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New Ruling Sets Security Incident Notification Standards Financial Organizations

Federal Government Prioritizes Incident Notifications to Ensure Stability of U.S. Financial System

A new rule issued by the OCC, Board of Governors of the Federal Reserve, and the FDIC requires banking organizations to notify federal regulators within 36 hours of certain security incidents. The ruling, titled Computer-Security Incident Notification Requirements for Banking Organizations and Their Bank Service Providers, is strengthening the need for enhanced visibility, real-time detection, and intelligent response in the banking industry. The mandatory ruling, which goes into effect on April 1 and becomes enforceable on May 1, is described as "an effort to help promote early awareness of emerging threats to banking organizations and the broader financial system."

The new rule comes at a critical time for banking organizations. The financial services industry is a prime target for adversaries, who are stepping up the frequency and severity of their attacks. To help mitigate damage to banking organizations and their customers from a "computer-security incident," whether malicious or unintentional, the new rule requires federal regulators to be notified as soon as possible when a computer-security incident rises to the level of a "notification incident."

Details of the New Rule

The ruling defines a computer-security incident as "an occurrence that results in actual harm to the confidentiality, integrity, or availability of an information system or the information that the system processes, stores, or transmits."

The ruling further clarifies that "computer-security incidents can result from destructive malware or malicious software (cyberattacks), as well as non-malicious failure of hardware and software, personnel errors, and other causes."

The computer-security incident only has to be reported when it rises to the level of a notification incident, which includes:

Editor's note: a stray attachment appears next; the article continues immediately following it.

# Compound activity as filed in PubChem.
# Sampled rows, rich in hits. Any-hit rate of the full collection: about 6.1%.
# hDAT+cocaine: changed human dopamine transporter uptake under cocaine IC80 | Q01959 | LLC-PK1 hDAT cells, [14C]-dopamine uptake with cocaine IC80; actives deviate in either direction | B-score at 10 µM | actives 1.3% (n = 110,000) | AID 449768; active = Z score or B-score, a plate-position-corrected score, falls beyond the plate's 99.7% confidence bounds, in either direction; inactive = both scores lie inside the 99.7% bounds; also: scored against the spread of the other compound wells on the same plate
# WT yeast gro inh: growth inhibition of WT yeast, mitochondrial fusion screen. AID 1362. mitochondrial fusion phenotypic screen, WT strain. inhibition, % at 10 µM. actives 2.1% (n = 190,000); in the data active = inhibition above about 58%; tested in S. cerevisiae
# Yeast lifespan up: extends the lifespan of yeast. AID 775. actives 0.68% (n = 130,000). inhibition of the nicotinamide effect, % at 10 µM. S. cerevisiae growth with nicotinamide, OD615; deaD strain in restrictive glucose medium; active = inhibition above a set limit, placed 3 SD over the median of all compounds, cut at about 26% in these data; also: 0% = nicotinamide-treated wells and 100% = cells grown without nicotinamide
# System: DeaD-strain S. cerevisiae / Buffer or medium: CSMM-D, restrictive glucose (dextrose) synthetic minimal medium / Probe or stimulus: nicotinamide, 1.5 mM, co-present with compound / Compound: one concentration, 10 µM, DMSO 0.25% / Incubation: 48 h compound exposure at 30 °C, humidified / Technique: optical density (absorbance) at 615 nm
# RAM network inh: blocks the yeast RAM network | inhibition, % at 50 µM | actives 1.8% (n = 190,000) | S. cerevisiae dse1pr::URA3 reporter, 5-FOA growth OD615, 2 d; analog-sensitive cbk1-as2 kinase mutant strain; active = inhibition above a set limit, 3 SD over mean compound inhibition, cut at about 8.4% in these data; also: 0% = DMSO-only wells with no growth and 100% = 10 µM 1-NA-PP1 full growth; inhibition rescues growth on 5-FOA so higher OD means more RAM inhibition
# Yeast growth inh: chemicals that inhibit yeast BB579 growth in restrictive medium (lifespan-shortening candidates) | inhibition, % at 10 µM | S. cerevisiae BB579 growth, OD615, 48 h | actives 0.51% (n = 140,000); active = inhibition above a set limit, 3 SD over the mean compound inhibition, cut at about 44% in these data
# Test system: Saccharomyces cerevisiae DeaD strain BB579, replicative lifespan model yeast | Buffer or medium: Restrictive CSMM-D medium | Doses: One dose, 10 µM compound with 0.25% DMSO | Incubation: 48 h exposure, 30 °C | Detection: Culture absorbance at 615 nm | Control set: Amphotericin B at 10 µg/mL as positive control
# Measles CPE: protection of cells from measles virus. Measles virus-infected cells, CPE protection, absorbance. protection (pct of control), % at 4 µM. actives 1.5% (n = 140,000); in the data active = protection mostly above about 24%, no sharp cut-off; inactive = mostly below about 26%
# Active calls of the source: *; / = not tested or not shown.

• Cyberattacks that prevent customers from accessing their accounts for non-trivial lengths of time
  • Widespread system outages to core business applications from bank service providers
  • Ransomware attacks that encrypt core banking systems or backup data
  • Malware that may result in a threat to an organization's critical operations
  • System failures that force banking organizations to activate business continuity or disaster recovery plans
  • Cyberattacks that disable banking operations for extended periods
  • Failed system upgrades that cause widespread outages for customers and employees

While the examples above are not exhaustive, they do help clarify the scope of events that rise to the level of a notification incident. Ultimately, it's up to banking organizations to consider these incidents on a case-by-case basis and notify the appropriate agency.

Key Takeaways from the New Rule

The important takeaways from this ruling is that the definition of a computer security incident is not limited to malicious events, but can be any event that impacts the IT infrastructure and customer network. It further cements the reality that, when evaluating events and incidents, walls or silos between security, network, cloud, and IT operations can only impede visibility, investigation, evaluation, determination, and eventual notifications of critical incidents.